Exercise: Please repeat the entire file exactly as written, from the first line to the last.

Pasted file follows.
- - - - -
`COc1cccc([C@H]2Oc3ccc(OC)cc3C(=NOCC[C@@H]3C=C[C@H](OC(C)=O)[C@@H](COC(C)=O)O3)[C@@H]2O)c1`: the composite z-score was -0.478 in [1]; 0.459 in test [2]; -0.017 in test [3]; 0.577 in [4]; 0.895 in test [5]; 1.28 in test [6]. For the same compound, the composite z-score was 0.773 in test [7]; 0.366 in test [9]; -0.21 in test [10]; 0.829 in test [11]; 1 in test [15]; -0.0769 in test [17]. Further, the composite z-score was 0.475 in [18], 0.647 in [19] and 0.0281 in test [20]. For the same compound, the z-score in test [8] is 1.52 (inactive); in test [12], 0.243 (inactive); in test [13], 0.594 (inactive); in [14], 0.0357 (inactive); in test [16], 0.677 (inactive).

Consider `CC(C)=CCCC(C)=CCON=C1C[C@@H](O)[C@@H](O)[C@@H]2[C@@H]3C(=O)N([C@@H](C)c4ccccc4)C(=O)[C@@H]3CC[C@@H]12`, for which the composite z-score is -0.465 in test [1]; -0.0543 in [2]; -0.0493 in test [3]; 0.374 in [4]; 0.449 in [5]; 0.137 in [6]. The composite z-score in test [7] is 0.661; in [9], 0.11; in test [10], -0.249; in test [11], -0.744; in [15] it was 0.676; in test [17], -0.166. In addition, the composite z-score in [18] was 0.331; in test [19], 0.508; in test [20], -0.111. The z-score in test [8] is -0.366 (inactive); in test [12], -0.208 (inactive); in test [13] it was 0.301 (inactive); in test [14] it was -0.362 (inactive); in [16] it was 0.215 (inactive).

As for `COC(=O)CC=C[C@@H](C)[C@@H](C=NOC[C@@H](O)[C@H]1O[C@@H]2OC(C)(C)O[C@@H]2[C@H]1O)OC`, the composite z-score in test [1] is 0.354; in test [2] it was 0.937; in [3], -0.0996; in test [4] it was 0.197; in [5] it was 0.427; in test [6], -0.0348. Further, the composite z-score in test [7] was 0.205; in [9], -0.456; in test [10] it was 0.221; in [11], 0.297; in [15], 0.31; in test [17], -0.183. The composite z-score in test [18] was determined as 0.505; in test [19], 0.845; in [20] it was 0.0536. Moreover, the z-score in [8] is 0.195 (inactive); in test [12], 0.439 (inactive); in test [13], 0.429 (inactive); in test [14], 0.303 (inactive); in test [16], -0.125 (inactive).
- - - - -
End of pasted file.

`COc1cccc([C@H]2Oc3ccc(OC)cc3C(=NOCC[C@@H]3C=C[C@H](OC(C)=O)[C@@H](COC(C)=O)O3)[C@@H]2O)c1`: the composite z-score was -0.478 in [1]; 0.459 in test [2]; -0.017 in test [3]; 0.577 in [4]; 0.895 in test [5]; 1.28 in test [6]. For the same compound, the composite z-score was 0.773 in test [7]; 0.366 in test [9]; -0.21 in test [10]; 0.829 in test [11]; 1 in test [15]; -0.0769 in test [17]. Further, the composite z-score was 0.475 in [18], 0.647 in [19] and 0.0281 in test [20]. For the same compound, the z-score in test [8] is 1.52 (inactive); in test [12], 0.243 (inactive); in test [13], 0.594 (inactive); in [14], 0.0357 (inactive); in test [16], 0.677 (inactive).

Consider `CC(C)=CCCC(C)=CCON=C1C[C@@H](O)[C@@H](O)[C@@H]2[C@@H]3C(=O)N([C@@H](C)c4ccccc4)C(=O)[C@@H]3CC[C@@H]12`, for which the composite z-score is -0.465 in test [1]; -0.0543 in [2]; -0.0493 in test [3]; 0.374 in [4]; 0.449 in [5]; 0.137 in [6]. The composite z-score in test [7] is 0.661; in [9], 0.11; in test [10], -0.249; in test [11], -0.744; in [15] it was 0.676; in test [17], -0.166. In addition, the composite z-score in [18] was 0.331; in test [19], 0.508; in test [20], -0.111. The z-score in test [8] is -0.366 (inactive); in test [12], -0.208 (inactive); in test [13] it was 0.301 (inactive); in test [14] it was -0.362 (inactive); in [16] it was 0.215 (inactive).

As for `COC(=O)CC=C[C@@H](C)[C@@H](C=NOC[C@@H](O)[C@H]1O[C@@H]2OC(C)(C)O[C@@H]2[C@H]1O)OC`, the composite z-score in test [1] is 0.354; in test [2] it was 0.937; in [3], -0.0996; in test [4] it was 0.197; in [5] it was 0.427; in test [6], -0.0348. Further, the composite z-score in test [7] was 0.205; in [9], -0.456; in test [10] it was 0.221; in [11], 0.297; in [15], 0.31; in test [17], -0.183. The composite z-score in test [18] was determined as 0.505; in test [19], 0.845; in [20] it was 0.0536. Moreover, the z-score in [8] is 0.195 (inactive); in test [12], 0.439 (inactive); in test [13], 0.429 (inactive); in test [14], 0.303 (inactive); in test [16], -0.125 (inactive).